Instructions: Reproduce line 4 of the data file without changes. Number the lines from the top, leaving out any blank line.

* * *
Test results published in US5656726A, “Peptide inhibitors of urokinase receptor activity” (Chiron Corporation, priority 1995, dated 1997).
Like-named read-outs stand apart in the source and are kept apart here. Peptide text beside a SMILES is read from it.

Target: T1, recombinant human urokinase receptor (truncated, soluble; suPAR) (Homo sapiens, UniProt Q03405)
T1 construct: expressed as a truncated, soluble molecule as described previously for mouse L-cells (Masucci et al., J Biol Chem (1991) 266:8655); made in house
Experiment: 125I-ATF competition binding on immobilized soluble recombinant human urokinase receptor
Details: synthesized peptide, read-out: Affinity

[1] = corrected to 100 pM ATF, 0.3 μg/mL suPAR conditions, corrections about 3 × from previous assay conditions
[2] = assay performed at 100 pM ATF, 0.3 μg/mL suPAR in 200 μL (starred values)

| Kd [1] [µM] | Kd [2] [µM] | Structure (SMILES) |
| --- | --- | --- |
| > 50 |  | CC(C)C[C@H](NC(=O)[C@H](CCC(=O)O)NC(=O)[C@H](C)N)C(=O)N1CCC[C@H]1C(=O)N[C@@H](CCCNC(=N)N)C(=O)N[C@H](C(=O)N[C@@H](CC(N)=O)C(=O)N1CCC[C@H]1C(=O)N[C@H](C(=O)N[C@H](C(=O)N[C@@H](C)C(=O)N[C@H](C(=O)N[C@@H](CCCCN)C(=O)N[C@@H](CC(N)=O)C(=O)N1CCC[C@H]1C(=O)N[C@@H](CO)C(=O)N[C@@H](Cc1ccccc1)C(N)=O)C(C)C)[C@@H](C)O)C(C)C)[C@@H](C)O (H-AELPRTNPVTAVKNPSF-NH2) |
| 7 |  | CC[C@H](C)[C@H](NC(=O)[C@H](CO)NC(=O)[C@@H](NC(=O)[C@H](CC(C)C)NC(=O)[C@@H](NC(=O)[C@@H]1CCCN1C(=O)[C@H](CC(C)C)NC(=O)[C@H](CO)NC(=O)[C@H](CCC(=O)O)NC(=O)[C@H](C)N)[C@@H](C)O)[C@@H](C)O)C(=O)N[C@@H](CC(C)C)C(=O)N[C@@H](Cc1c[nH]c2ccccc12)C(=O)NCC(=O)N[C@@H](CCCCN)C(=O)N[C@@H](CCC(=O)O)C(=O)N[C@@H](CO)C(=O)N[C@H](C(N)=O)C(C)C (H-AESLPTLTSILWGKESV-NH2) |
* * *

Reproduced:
T1 construct: expressed as a truncated, soluble molecule as described previously for mouse L-cells (Masucci et al., J Biol Chem (1991) 266:8655); made in house